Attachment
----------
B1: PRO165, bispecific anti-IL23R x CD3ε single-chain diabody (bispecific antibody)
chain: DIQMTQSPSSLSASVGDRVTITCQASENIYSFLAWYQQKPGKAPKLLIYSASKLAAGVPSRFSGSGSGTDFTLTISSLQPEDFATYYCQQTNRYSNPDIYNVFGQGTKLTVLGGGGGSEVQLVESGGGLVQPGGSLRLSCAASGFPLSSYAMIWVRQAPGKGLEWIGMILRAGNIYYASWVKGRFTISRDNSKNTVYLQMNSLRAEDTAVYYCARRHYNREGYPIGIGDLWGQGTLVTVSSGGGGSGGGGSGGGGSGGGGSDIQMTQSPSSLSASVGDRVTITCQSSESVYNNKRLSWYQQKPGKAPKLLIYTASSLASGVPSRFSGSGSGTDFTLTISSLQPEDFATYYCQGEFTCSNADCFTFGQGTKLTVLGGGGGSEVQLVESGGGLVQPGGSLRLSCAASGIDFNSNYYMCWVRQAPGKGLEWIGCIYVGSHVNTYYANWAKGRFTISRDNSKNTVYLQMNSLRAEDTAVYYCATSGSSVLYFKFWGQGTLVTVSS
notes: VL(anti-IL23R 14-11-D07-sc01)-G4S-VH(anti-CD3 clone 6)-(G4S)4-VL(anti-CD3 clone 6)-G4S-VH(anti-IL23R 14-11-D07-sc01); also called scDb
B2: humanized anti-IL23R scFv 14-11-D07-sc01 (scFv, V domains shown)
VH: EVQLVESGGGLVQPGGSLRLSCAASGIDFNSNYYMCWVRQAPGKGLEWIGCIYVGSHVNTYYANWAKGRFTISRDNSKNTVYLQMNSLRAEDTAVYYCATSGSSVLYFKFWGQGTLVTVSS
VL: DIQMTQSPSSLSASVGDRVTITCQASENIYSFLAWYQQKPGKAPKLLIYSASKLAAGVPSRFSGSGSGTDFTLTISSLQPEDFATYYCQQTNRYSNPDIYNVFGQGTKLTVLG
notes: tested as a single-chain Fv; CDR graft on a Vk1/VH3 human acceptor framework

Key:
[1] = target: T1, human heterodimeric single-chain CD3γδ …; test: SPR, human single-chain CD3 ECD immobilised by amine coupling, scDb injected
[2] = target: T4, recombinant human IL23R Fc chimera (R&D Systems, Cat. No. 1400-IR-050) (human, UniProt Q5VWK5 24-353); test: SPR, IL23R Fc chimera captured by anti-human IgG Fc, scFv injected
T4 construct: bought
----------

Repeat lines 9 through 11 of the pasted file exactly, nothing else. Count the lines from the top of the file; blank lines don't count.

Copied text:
[1] = target: T1, human heterodimeric single-chain CD3γδ …; test: SPR, human single-chain CD3 ECD immobilised by amine coupling, scDb injected
[2] = target: T4, recombinant human IL23R Fc chimera (R&D Systems, Cat. No. 1400-IR-050) (human, UniProt Q5VWK5 24-353); test: SPR, IL23R Fc chimera captured by anti-human IgG Fc, scFv injected
T4 construct: bought